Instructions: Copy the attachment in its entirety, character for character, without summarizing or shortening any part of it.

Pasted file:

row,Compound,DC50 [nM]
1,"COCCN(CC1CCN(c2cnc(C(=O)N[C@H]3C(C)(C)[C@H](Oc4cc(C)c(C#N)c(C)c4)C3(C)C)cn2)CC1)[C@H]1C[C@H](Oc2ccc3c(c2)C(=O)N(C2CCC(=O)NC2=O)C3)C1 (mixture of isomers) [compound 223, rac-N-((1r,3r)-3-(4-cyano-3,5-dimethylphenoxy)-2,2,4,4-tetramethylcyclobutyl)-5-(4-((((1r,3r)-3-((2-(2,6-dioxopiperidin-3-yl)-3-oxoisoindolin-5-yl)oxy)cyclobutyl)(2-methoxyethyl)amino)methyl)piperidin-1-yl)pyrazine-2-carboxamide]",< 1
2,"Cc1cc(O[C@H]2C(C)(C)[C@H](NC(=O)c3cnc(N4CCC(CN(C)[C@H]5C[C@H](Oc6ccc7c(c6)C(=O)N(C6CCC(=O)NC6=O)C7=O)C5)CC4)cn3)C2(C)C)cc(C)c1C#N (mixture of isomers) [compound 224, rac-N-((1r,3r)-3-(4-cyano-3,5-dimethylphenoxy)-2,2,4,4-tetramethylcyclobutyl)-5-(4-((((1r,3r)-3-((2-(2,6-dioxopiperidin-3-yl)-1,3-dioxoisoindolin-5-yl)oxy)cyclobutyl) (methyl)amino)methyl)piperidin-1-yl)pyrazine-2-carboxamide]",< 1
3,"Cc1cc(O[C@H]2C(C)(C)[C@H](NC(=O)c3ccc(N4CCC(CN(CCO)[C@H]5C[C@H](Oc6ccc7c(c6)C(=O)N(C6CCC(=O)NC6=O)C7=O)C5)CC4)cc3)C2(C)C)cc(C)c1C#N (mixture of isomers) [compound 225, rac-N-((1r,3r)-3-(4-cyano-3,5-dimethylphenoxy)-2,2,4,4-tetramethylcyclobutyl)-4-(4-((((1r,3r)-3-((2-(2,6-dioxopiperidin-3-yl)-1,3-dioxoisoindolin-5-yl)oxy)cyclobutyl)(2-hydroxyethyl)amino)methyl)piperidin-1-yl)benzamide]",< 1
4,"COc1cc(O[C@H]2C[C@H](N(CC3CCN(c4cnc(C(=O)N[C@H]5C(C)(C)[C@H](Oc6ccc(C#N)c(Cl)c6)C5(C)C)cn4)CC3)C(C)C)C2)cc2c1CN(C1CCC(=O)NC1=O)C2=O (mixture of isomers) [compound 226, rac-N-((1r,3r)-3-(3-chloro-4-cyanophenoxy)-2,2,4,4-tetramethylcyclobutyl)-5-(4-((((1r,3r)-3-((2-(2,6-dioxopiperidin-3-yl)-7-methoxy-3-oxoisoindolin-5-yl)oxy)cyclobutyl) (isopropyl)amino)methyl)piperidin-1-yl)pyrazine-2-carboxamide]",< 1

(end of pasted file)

row,Compound,DC50 [nM]
1,"COCCN(CC1CCN(c2cnc(C(=O)N[C@H]3C(C)(C)[C@H](Oc4cc(C)c(C#N)c(C)c4)C3(C)C)cn2)CC1)[C@H]1C[C@H](Oc2ccc3c(c2)C(=O)N(C2CCC(=O)NC2=O)C3)C1 (mixture of isomers) [compound 223, rac-N-((1r,3r)-3-(4-cyano-3,5-dimethylphenoxy)-2,2,4,4-tetramethylcyclobutyl)-5-(4-((((1r,3r)-3-((2-(2,6-dioxopiperidin-3-yl)-3-oxoisoindolin-5-yl)oxy)cyclobutyl)(2-methoxyethyl)amino)methyl)piperidin-1-yl)pyrazine-2-carboxamide]",< 1
2,"Cc1cc(O[C@H]2C(C)(C)[C@H](NC(=O)c3cnc(N4CCC(CN(C)[C@H]5C[C@H](Oc6ccc7c(c6)C(=O)N(C6CCC(=O)NC6=O)C7=O)C5)CC4)cn3)C2(C)C)cc(C)c1C#N (mixture of isomers) [compound 224, rac-N-((1r,3r)-3-(4-cyano-3,5-dimethylphenoxy)-2,2,4,4-tetramethylcyclobutyl)-5-(4-((((1r,3r)-3-((2-(2,6-dioxopiperidin-3-yl)-1,3-dioxoisoindolin-5-yl)oxy)cyclobutyl) (methyl)amino)methyl)piperidin-1-yl)pyrazine-2-carboxamide]",< 1
3,"Cc1cc(O[C@H]2C(C)(C)[C@H](NC(=O)c3ccc(N4CCC(CN(CCO)[C@H]5C[C@H](Oc6ccc7c(c6)C(=O)N(C6CCC(=O)NC6=O)C7=O)C5)CC4)cc3)C2(C)C)cc(C)c1C#N (mixture of isomers) [compound 225, rac-N-((1r,3r)-3-(4-cyano-3,5-dimethylphenoxy)-2,2,4,4-tetramethylcyclobutyl)-4-(4-((((1r,3r)-3-((2-(2,6-dioxopiperidin-3-yl)-1,3-dioxoisoindolin-5-yl)oxy)cyclobutyl)(2-hydroxyethyl)amino)methyl)piperidin-1-yl)benzamide]",< 1
4,"COc1cc(O[C@H]2C[C@H](N(CC3CCN(c4cnc(C(=O)N[C@H]5C(C)(C)[C@H](Oc6ccc(C#N)c(Cl)c6)C5(C)C)cn4)CC3)C(C)C)C2)cc2c1CN(C1CCC(=O)NC1=O)C2=O (mixture of isomers) [compound 226, rac-N-((1r,3r)-3-(3-chloro-4-cyanophenoxy)-2,2,4,4-tetramethylcyclobutyl)-5-(4-((((1r,3r)-3-((2-(2,6-dioxopiperidin-3-yl)-7-methoxy-3-oxoisoindolin-5-yl)oxy)cyclobutyl) (isopropyl)amino)methyl)piperidin-1-yl)pyrazine-2-carboxamide]",< 1